Hey, Siri — Are You Spying On Me?
Alexa and Google Home Record What You Say. But What Happens to That Data?
Recording your voice and storing it on a server sounds alarming —OK, it is alarming— but there’s a reason why Amazon Echo and Google Home do it.
If you got an Amazon Echo or Google Home voice assistant for the holidays, welcome to a life of luxurious convenience. You’ll be asking for the weather, the news, and your favorite songs without having to poke around on your phone. You’ll be turning off lights and requesting videos from bed. The world is yours.
But you know what? That little talking cylinder is always listening to you. And not just listening, but recording and saving many of the things you say. Should you freak out? Not if you’re comfortable with Google and Amazon logging your normal web activity, which they’ve done for years. Hell, many other sites have also done it for years. Echo and Home simply continue the trend of saving a crumb trail of queries, except with snippets of your voice.
However, it’s still a reasonable concern for anyone worried about privacy. If you only use Chrome in “Incognito Mode,” put tape over your laptop camera, and worry about snoops sniffing your packets, a web-connected microphone in your home seems risky. It’s a fair thing to be unsettled about. But recording your voice is a major part of how voice assistants work. Here’s how devices like Echo and Home record your voice, why they do it, what they do with the data, and how to scrub those recordings.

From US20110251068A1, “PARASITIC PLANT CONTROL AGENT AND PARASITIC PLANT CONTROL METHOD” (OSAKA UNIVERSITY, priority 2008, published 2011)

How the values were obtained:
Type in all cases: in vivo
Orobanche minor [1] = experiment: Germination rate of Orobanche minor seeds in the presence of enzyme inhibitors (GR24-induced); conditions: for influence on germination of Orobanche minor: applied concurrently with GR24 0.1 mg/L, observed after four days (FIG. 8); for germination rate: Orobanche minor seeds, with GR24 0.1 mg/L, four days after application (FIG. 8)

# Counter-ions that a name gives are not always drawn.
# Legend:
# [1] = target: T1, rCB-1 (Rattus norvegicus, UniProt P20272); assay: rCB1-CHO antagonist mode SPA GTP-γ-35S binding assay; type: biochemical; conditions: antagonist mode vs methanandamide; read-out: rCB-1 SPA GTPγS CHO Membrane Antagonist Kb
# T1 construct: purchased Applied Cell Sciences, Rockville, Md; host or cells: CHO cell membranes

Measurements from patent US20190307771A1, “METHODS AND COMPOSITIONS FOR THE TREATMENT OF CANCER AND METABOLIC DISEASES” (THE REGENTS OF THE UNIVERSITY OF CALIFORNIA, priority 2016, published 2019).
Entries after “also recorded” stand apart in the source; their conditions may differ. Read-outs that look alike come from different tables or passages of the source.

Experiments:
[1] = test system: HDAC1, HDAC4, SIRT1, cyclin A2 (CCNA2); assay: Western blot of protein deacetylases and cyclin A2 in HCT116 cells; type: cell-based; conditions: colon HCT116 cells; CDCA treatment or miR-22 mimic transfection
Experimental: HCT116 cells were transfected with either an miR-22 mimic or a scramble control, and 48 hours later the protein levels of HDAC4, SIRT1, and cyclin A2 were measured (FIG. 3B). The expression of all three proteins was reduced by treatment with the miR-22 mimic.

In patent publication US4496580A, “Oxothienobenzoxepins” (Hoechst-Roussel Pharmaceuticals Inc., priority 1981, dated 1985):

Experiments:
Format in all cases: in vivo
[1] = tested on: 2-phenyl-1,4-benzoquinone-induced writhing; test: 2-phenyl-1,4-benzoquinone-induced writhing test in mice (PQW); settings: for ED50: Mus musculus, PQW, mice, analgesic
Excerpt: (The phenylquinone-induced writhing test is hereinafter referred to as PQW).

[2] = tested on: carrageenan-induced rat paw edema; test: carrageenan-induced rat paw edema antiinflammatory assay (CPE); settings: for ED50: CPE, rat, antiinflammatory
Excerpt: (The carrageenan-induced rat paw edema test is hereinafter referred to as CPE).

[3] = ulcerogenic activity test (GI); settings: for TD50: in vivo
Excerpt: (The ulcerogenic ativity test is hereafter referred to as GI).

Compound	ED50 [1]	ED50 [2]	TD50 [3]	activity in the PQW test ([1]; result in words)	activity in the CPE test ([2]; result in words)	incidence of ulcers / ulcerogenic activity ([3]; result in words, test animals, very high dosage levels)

How In-Home Voice Assistants Work
Whenever you make a voice request, Google Home and Alexa-enabled devices record or stream audio clips of what you say. Those files are sent to a server—the real brains of the operation—to process the audio and formulate a response. The recorded clips are associated to your user account, and that process is enabled by default.
Because their brains are located miles away, Echo and Home need an internet connection to work. They do have a very rudimentary education, though: The only spoken commands they understand on their own are “wake words” or “activation phrases,” things like “Alexa” or “OK Google.” Once you say those magic words, the voice assistants jump to life, capture your voice request, and sling it to their disembodied cloud brains over Wi-Fi.
That means their mics are listening to you even when you’re not requesting things from Alexa or Google. But those ambient conversations—the things you say before “Alexa” or “OK Google”—aren’t stored or sent over a network. Read more on www.wired.com.
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